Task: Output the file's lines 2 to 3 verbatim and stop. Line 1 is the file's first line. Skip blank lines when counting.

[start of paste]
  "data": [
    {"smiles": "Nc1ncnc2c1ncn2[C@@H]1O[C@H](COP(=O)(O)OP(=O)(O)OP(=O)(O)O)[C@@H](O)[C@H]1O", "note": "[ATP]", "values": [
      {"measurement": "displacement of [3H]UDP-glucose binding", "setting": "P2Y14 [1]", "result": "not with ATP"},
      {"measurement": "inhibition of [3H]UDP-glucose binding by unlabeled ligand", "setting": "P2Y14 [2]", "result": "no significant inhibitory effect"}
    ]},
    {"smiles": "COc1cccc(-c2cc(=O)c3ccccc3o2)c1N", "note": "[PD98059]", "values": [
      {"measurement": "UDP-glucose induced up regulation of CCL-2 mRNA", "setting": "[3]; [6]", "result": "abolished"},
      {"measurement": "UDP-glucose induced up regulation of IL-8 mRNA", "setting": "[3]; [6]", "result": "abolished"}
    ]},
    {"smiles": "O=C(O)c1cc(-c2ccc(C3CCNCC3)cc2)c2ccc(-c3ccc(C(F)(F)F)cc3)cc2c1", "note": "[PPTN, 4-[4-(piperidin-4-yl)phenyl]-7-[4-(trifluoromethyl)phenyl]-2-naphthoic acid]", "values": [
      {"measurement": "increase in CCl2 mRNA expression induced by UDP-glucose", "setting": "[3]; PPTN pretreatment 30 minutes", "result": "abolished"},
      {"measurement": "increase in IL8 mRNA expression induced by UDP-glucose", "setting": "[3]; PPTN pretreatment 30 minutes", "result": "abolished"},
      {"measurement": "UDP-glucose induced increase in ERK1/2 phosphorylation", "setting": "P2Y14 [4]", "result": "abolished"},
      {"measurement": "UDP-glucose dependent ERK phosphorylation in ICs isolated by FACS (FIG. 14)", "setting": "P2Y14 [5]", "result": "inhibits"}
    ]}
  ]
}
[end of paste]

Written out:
    {"smiles": "Nc1ncnc2c1ncn2[C@@H]1O[C@H](COP(=O)(O)OP(=O)(O)OP(=O)(O)O)[C@@H](O)[C@H]1O", "note": "[ATP]", "values": [
      {"measurement": "displacement of [3H]UDP-glucose binding", "setting": "P2Y14 [1]", "result": "not with ATP"},